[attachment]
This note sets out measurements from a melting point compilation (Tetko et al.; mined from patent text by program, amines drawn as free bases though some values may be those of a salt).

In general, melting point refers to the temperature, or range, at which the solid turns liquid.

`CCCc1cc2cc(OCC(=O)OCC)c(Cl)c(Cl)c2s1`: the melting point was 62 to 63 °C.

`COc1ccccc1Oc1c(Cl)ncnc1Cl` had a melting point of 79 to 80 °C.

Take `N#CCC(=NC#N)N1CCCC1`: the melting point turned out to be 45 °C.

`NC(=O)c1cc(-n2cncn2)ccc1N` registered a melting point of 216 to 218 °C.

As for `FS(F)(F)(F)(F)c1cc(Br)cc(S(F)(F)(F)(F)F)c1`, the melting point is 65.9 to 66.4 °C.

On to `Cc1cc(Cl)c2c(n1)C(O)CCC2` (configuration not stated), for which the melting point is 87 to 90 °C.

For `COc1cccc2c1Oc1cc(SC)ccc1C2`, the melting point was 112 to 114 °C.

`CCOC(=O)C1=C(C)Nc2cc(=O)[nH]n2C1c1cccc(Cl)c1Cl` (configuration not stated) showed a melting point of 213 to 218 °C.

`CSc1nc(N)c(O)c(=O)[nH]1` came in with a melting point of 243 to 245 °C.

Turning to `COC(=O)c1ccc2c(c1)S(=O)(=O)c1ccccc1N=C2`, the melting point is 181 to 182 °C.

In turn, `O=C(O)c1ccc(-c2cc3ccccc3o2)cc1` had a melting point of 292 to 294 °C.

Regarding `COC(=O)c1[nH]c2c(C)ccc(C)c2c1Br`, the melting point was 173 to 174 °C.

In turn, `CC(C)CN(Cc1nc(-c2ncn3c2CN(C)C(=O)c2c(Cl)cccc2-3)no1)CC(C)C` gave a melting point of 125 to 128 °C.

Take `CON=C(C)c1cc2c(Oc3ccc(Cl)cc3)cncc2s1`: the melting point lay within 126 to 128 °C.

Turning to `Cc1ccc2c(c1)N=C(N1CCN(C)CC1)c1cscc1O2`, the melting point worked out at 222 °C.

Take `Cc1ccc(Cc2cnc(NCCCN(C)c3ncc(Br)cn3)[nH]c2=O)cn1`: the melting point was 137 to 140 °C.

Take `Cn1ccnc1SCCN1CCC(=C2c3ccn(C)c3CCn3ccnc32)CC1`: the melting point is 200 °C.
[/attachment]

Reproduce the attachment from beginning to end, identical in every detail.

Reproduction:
This note sets out measurements from a melting point compilation (Tetko et al.; mined from patent text by program, amines drawn as free bases though some values may be those of a salt).

In general, melting point refers to the temperature, or range, at which the solid turns liquid.

`CCCc1cc2cc(OCC(=O)OCC)c(Cl)c(Cl)c2s1`: the melting point was 62 to 63 °C.

`COc1ccccc1Oc1c(Cl)ncnc1Cl` had a melting point of 79 to 80 °C.

Take `N#CCC(=NC#N)N1CCCC1`: the melting point turned out to be 45 °C.

`NC(=O)c1cc(-n2cncn2)ccc1N` registered a melting point of 216 to 218 °C.

As for `FS(F)(F)(F)(F)c1cc(Br)cc(S(F)(F)(F)(F)F)c1`, the melting point is 65.9 to 66.4 °C.

On to `Cc1cc(Cl)c2c(n1)C(O)CCC2` (configuration not stated), for which the melting point is 87 to 90 °C.

For `COc1cccc2c1Oc1cc(SC)ccc1C2`, the melting point was 112 to 114 °C.

`CCOC(=O)C1=C(C)Nc2cc(=O)[nH]n2C1c1cccc(Cl)c1Cl` (configuration not stated) showed a melting point of 213 to 218 °C.

`CSc1nc(N)c(O)c(=O)[nH]1` came in with a melting point of 243 to 245 °C.

Turning to `COC(=O)c1ccc2c(c1)S(=O)(=O)c1ccccc1N=C2`, the melting point is 181 to 182 °C.

In turn, `O=C(O)c1ccc(-c2cc3ccccc3o2)cc1` had a melting point of 292 to 294 °C.

Regarding `COC(=O)c1[nH]c2c(C)ccc(C)c2c1Br`, the melting point was 173 to 174 °C.

In turn, `CC(C)CN(Cc1nc(-c2ncn3c2CN(C)C(=O)c2c(Cl)cccc2-3)no1)CC(C)C` gave a melting point of 125 to 128 °C.

Take `CON=C(C)c1cc2c(Oc3ccc(Cl)cc3)cncc2s1`: the melting point lay within 126 to 128 °C.

Turning to `Cc1ccc2c(c1)N=C(N1CCN(C)CC1)c1cscc1O2`, the melting point worked out at 222 °C.

Take `Cc1ccc(Cc2cnc(NCCCN(C)c3ncc(Br)cn3)[nH]c2=O)cn1`: the melting point was 137 to 140 °C.

Take `Cn1ccnc1SCCN1CCC(=C2c3ccn(C)c3CCn3ccnc32)CC1`: the melting point is 200 °C.